New York City Police Cadet Mohammed Salman Hamdani died on Sept. 11 after he raced to the Twin Towers to help survivors. He earned a mention in the USA PATRIOT Act for his bravery, yet because he was a Muslim immigrant, the New York Post and others considered him a suspect until his DNA was discovered. We speak to his mother, a member of September 11 Families for Peaceful Tomorrows, about the killing of Osama bin Laden. [includes rush transcript]
This is a rush transcript. Copy may not be in its final form.
AMY GOODMAN: The news of this day, of this weekend, the news right now, coming out of not only Washington, D.C., but around the world: Osama bin Laden is dead.
Talat Hamdani is our guest right now, mother of Mohammed Salman Hamdani. Mohammed Salman Hamdani died in the 9/11 attacks at the World Trade Center. He was 23 years old. She’s a member of the group September 11 Families for Peaceful Tomorrows. She’s joining us by phone from Long Island. Her son, a police cadet who raced to World Trade Center to try to save people. He was working at Rockefeller University. And before they knew it, while their son had died a hero, the New York Post and others were saying, suggesting, that he was a terrorist, that he was responsible for what had taken place. Well, all that changed when his remains were found and the police commissioner, the mayor and others attended his funeral, and Mohammed Salman Hamdani is named in the USA PATRIOT Act.
Talat Hamdani, your response to the news that Osama bin Laden is dead?
TALAT HAMDANI: It is a relief that finally, after 10 long years, justice has been done to all those people that died on 9/11. And also, the hope is that we will move forward as a united country, as well as globally united, toward a path of peace and justice instead of the past 10 years that we have been on revenge and killing. And we also — you know, we have to keep in mind — I mean, as a country, we need to lead by example and our rule of law and our civil liberties and our Constitution, that has, since 9/11 has happened, has been very strained. And hopefully, we will [inaudible] — you know, go back to our original values, not only in domestic policies, but abroad, for policies abroad also.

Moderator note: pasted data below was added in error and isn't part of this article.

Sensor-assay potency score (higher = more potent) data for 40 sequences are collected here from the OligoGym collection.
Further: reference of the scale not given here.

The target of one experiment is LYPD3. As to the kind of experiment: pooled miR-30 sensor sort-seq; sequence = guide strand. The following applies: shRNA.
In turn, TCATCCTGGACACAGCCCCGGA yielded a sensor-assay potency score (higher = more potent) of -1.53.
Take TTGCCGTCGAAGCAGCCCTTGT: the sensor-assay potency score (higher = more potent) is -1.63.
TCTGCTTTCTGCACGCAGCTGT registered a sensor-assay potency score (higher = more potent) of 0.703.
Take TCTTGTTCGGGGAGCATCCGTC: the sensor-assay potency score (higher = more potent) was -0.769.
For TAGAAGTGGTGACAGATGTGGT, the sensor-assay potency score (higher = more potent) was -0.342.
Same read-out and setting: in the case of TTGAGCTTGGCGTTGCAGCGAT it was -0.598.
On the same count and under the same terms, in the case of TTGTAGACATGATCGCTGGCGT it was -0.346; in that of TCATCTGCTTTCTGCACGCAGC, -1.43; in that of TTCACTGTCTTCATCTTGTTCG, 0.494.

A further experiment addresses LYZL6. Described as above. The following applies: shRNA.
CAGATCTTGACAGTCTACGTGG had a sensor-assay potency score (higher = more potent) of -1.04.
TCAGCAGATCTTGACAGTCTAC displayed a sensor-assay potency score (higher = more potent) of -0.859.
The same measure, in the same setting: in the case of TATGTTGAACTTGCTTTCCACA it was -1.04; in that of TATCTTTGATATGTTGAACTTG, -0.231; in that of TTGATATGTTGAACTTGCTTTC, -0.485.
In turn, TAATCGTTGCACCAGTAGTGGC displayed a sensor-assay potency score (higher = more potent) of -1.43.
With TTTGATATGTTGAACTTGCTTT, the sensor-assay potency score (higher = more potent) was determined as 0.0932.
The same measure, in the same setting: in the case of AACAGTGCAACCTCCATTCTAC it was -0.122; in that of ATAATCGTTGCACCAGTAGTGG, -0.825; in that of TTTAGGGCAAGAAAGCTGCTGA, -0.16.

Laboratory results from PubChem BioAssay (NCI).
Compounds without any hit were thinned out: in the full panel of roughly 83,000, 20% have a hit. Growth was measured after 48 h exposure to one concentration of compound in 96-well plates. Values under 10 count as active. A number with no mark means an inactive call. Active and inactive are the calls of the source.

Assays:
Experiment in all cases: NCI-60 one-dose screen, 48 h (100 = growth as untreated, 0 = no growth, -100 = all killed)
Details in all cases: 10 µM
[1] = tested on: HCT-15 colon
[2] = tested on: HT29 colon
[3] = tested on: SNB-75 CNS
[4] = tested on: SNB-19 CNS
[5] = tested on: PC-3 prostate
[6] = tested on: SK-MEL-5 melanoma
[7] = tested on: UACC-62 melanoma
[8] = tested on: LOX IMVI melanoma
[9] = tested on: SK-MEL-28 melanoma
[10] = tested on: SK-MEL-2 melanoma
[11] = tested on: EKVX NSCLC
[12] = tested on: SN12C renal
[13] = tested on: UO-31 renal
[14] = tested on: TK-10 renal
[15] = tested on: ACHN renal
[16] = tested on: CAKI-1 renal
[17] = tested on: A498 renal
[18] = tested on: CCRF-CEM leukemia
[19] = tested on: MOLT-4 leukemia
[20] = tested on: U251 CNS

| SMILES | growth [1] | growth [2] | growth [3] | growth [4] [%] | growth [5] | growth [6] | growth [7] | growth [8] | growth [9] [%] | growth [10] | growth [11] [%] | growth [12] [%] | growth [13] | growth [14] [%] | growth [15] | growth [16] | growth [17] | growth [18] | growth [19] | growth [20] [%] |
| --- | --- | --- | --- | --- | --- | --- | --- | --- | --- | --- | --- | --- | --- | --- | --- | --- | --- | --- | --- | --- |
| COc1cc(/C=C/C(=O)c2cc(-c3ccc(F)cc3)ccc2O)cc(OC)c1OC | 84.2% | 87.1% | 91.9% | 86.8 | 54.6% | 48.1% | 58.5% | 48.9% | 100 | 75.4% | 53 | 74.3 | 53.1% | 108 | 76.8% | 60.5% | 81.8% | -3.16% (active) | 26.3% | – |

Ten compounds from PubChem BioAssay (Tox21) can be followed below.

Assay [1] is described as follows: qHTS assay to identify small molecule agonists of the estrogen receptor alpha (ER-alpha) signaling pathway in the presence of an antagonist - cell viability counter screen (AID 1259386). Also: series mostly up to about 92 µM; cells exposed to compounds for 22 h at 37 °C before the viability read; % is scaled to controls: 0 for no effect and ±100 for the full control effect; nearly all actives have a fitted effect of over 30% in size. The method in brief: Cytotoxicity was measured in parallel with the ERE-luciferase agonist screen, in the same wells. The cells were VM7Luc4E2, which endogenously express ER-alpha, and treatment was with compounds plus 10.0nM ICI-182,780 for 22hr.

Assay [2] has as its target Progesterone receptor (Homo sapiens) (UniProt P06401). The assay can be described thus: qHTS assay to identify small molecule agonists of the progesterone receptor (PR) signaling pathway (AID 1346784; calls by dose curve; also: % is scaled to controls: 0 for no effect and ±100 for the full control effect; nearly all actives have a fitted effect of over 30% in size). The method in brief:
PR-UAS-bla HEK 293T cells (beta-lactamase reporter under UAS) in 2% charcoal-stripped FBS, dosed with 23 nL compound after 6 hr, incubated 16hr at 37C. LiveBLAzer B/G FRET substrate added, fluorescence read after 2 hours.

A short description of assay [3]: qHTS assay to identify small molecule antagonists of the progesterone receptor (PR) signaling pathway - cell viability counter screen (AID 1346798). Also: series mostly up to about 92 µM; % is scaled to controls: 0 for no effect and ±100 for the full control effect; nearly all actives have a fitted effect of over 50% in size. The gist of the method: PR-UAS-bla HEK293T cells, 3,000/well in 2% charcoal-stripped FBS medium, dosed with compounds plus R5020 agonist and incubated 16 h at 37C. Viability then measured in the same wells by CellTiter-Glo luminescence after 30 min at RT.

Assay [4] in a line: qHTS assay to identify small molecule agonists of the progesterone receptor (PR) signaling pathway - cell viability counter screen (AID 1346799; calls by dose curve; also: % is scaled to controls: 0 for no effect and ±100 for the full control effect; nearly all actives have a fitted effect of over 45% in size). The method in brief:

AMY GOODMAN: Talat Hamdani, your family, your other sons, their thoughts today? Your husband has since died.
TALAT HAMDANI: Yes, my one son, he does not get involved. He doesn’t express himself, so to say. The younger one, he said he’s happy, because this man not only killed his brother, but killed his father also. And he did demonstrate when — yesterday, so — and, yes, he is happy. There is a sense of — you know, people are expressing, as they went down to Ground Zero and to Times Square — finally, you know, there is a — there’s a closure. It was something that the whole world was waiting for — more importantly, people who died that day and their families were waiting for. So, a big sense that — a big relief. And one message I would really, you know, like to give, that no matter who our enemy is and no matter what part of the world they are in, there is no refuge for them now. We will find them out. America will find them out and bring them to justice.
AMY GOODMAN: Talat Hamdani, I want to thank you for being with us, joining us from Long Island, New York, lost her son Salman Hamdani in the 9/11 attacks.